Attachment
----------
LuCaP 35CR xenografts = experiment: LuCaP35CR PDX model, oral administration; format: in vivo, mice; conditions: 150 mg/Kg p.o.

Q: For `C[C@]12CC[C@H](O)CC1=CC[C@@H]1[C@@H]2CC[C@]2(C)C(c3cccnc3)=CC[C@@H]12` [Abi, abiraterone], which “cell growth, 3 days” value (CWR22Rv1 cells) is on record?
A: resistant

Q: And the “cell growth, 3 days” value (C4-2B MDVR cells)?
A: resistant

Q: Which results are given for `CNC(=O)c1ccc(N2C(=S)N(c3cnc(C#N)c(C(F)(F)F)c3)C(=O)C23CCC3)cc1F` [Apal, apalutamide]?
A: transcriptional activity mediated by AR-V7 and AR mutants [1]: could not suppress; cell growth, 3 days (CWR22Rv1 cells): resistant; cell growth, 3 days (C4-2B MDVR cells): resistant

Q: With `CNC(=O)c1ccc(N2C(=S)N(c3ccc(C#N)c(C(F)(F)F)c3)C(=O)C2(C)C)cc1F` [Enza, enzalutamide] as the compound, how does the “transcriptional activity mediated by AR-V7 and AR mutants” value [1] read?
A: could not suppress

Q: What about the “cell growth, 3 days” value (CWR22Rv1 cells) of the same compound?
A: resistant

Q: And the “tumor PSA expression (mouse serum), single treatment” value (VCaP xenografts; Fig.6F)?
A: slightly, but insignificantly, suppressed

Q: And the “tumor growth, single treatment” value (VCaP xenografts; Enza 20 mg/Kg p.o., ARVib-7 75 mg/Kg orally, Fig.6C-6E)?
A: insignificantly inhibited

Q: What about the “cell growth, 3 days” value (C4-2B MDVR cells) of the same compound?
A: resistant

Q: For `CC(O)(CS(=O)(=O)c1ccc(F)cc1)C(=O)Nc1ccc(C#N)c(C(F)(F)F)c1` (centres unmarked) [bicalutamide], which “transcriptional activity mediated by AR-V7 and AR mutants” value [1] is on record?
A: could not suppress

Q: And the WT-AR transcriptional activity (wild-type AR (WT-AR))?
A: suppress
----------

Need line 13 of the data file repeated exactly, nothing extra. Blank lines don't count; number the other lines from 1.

A: slightly, but insignificantly, suppressed